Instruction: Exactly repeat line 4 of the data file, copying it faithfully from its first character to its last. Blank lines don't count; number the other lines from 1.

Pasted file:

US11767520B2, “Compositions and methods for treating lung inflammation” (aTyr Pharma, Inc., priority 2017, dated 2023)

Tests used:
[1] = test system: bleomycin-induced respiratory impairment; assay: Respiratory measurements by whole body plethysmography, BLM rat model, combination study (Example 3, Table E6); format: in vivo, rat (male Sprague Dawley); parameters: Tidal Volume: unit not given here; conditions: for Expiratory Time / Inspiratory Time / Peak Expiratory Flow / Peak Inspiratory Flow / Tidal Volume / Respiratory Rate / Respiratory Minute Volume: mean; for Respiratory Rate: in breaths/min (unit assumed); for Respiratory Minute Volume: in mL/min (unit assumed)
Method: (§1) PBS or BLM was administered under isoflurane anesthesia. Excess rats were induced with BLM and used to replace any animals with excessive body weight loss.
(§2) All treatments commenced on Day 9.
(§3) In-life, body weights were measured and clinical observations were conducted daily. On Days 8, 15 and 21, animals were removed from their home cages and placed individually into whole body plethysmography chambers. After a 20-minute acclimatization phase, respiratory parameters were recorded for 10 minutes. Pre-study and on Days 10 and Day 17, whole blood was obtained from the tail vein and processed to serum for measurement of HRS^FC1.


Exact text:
Method: (§1) PBS or BLM was administered under isoflurane anesthesia. Excess rats were induced with BLM and used to replace any animals with excessive body weight loss.